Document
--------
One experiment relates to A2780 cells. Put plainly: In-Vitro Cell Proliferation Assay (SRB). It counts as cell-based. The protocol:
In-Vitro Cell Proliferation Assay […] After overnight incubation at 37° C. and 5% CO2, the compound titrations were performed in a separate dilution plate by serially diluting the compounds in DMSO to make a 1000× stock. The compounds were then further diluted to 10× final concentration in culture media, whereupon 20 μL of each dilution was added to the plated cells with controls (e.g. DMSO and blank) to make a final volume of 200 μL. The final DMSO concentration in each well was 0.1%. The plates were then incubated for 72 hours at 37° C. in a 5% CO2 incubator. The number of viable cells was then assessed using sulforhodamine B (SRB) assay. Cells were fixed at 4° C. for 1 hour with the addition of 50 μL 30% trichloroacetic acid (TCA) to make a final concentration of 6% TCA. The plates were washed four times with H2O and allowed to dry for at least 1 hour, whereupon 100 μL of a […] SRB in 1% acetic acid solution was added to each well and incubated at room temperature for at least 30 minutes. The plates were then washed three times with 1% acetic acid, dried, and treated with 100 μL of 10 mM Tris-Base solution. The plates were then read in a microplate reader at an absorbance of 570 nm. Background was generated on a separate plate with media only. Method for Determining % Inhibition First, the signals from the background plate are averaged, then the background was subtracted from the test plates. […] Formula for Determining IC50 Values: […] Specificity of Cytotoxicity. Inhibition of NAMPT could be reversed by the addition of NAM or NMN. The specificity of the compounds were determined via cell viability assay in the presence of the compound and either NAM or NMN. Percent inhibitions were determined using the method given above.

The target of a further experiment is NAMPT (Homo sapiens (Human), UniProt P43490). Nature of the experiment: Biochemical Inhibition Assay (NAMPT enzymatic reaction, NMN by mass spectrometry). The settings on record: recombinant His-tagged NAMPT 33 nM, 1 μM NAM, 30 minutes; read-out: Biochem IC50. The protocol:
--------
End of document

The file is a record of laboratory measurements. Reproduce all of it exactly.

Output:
One experiment relates to A2780 cells. Put plainly: In-Vitro Cell Proliferation Assay (SRB). It counts as cell-based. The protocol:
In-Vitro Cell Proliferation Assay […] After overnight incubation at 37° C. and 5% CO2, the compound titrations were performed in a separate dilution plate by serially diluting the compounds in DMSO to make a 1000× stock. The compounds were then further diluted to 10× final concentration in culture media, whereupon 20 μL of each dilution was added to the plated cells with controls (e.g. DMSO and blank) to make a final volume of 200 μL. The final DMSO concentration in each well was 0.1%. The plates were then incubated for 72 hours at 37° C. in a 5% CO2 incubator. The number of viable cells was then assessed using sulforhodamine B (SRB) assay. Cells were fixed at 4° C. for 1 hour with the addition of 50 μL 30% trichloroacetic acid (TCA) to make a final concentration of 6% TCA. The plates were washed four times with H2O and allowed to dry for at least 1 hour, whereupon 100 μL of a […] SRB in 1% acetic acid solution was added to each well and incubated at room temperature for at least 30 minutes. The plates were then washed three times with 1% acetic acid, dried, and treated with 100 μL of 10 mM Tris-Base solution. The plates were then read in a microplate reader at an absorbance of 570 nm. Background was generated on a separate plate with media only. Method for Determining % Inhibition First, the signals from the background plate are averaged, then the background was subtracted from the test plates. […] Formula for Determining IC50 Values: […] Specificity of Cytotoxicity. Inhibition of NAMPT could be reversed by the addition of NAM or NMN. The specificity of the compounds were determined via cell viability assay in the presence of the compound and either NAM or NMN. Percent inhibitions were determined using the method given above.

The target of a further experiment is NAMPT (Homo sapiens (Human), UniProt P43490). Nature of the experiment: Biochemical Inhibition Assay (NAMPT enzymatic reaction, NMN by mass spectrometry). The settings on record: recombinant His-tagged NAMPT 33 nM, 1 μM NAM, 30 minutes; read-out: Biochem IC50. The protocol: